trinity-wharf-lighthouseGranted its charter by King Henry VIII in 1514, in 1573 it was given the authority to erect and maintain beacons, mark and signs to help sea navigation. It’s since been the provider of buoys, lighthouses and lightships and, while headquartered at Trinity House in the City of London, established Trinity Bouy Wharf, located at the confluence of the Bow and Thames Rivers, as its Thames-side workshop in 1803.

The wharf was originally used to make and store wooden buoys and sea marks and as a mooring site for the Trinity House yacht which laid and collected buoys.

The lighthouse is the second on the site – the first was built in 1854 by the then chief engineer of Trinity House James Walker. The second, existing, lighthouse was built James Douglass – Walker’s successor – and as an “experimental lighthouse” was used for testing equipment and training lighthouse keepers.

The wharf, meanwhile, continued to be used until 1988 when it was purchased by the London Docklands Development Corporation and the site is now leased to Urban Space Management who have developed it as a centre for art and cultural activities. The area around the wharf also now features two prototype “cities” made out of shipping containers.

totally-thamesIt’s September and that means Totally Thames, an annual month of events celebrating London’s great watery artery. Highlights among this year’s 150 events include this Saturday’s Great River Race in which more than 300 boats from across the UK and around the world compete on a course running from Millwall Slipway to Ham House in Richmond, Life Afloat, an exhibition looking at the evolution of the houseboat living on the Thames across the last 100 years, and the 8th annual Classic Boat Festival at St Katharine Docks this weekend as well as walks, talks, performances, art installations and boat trips including a tour of Brunel’s London. Runs until the end of the month. For more information and the full programme of events, see www.totallythames.org. PICTURE: Totally Thames/Barry Lewis.

The changes that swept across society in the late 1960s are the subject of a new exhibition which opens at the V&A this weekend. You Say You Want a Revolution? Records and Rebels 1966-70 is divided into six distinct sections, and starts with a recreation of Carnaby Street as it was before moving on to subjects like clubs and counterculture, revolution on the street, revolution in consumerism, festivals and alternative communities. Among the objects on display are costumes designed for Mick Jagger, a Cecil Beaton portrait of Twiggy, Roger Corman’s 1967 film about LSD, The Trip, a wall of protest posters, film, sound and still footage from the 1967 Montreal and 1970 Osaka World Expos, a kaftan worn by Grace Slick of Jefferson Airplane at Woodstock, and a rare Apple 1 computer. Runs from 10th September to 26th February at the South Kensington institution. For more, see www.vam.ac.uk/revolution.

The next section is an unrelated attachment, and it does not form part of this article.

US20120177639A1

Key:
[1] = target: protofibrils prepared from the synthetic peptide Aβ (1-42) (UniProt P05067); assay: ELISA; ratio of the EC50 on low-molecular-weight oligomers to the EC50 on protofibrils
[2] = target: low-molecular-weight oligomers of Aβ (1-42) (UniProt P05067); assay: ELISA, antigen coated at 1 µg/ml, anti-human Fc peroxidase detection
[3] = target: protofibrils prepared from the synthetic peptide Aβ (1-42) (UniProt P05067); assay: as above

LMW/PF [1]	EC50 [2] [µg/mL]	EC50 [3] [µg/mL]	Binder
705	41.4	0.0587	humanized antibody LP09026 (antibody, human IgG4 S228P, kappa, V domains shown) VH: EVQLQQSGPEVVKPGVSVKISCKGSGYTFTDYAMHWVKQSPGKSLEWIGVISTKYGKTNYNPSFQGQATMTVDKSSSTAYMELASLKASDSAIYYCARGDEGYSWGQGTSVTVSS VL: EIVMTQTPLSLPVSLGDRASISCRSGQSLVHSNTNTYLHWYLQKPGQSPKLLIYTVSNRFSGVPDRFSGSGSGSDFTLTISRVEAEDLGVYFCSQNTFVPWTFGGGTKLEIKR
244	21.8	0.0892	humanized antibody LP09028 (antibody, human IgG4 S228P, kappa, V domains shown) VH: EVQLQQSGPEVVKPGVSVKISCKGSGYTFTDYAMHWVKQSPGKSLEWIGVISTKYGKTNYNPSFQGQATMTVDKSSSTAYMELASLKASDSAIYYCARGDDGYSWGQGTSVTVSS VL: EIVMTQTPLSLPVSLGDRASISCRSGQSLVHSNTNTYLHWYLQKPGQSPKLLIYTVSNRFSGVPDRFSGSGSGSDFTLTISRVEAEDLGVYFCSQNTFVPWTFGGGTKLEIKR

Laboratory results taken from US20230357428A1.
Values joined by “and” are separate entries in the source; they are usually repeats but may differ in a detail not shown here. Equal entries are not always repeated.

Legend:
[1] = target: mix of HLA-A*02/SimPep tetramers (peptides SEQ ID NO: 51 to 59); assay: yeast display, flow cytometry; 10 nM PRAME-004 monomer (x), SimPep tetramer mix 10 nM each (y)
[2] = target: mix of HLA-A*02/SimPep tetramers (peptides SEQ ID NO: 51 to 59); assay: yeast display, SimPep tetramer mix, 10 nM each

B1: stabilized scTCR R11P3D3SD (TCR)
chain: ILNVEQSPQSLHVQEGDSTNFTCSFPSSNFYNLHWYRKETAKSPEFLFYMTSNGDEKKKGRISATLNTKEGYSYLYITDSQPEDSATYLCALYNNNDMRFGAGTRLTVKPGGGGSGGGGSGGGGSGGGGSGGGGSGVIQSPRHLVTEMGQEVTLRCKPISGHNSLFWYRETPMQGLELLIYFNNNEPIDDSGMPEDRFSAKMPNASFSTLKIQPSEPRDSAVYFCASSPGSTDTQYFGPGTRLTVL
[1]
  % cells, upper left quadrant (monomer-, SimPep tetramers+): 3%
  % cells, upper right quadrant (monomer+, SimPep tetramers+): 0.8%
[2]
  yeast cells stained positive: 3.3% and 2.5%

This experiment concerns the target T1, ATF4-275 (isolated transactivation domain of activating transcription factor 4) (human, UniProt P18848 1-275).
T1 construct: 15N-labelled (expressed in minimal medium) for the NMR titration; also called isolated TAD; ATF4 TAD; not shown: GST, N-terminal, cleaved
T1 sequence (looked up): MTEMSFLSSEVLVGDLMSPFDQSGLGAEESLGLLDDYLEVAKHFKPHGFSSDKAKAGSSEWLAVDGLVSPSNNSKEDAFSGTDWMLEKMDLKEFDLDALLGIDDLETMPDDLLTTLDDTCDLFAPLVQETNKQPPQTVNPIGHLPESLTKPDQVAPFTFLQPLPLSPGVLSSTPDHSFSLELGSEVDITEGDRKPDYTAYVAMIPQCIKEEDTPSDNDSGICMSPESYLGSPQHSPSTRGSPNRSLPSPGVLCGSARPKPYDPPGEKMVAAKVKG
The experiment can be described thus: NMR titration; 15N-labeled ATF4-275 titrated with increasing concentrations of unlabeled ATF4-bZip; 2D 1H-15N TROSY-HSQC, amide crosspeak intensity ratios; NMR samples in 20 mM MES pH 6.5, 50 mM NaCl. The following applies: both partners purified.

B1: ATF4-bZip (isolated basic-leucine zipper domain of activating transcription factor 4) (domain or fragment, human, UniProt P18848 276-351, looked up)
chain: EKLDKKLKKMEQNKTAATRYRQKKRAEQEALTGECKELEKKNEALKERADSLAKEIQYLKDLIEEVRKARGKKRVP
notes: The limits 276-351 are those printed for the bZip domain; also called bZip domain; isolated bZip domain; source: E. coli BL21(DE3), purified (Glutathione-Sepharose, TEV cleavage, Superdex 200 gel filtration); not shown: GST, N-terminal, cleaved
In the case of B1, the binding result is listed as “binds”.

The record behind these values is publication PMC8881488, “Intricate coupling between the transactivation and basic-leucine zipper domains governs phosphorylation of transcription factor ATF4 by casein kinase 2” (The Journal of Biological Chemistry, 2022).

A new exhibition showcasing the British Museum’s holdings of French portrait drawings opens at the Bloomsbury establishment today. French portrait drawings from Clouet to Courbet offers the chance to see some well-known French portrait drawings alongside others that have never been exhibited before. Pictures on show include Francois Clouet’s portrait of Catherine de’Medici, Jean-Michel Moreau le Jeune’s chalk drawing of his infant daughter, and a ‘playful’ portrait of artist Artemisia Gentileschi by Pierre Dumonstier. The free display can be seen in Room 90 until 29th January.

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Located just to the north of St Paul’s Cathedral can be found Paternoster Square in the centre of which stands a column.

paternoster-square-columnThe 75 foot (23.3 metre) tall Corinthian column of Portland stone, which was designed by Whitfield Architects and erected in 2003, is topped by a gold leaf covered flaming copper urn which is lit up at night.

While it has been said that the column is “purely decorative”, the developers of Paternoster Square claim on their website that it actually serves several purposes in this case including both commemorative and practical.

Not only is it part of the ventilation system for the carpark underneath, they say its design is apparently a recreation of columns designed by Inigo Jones for the west portico of Old St Paul’s Cathedral.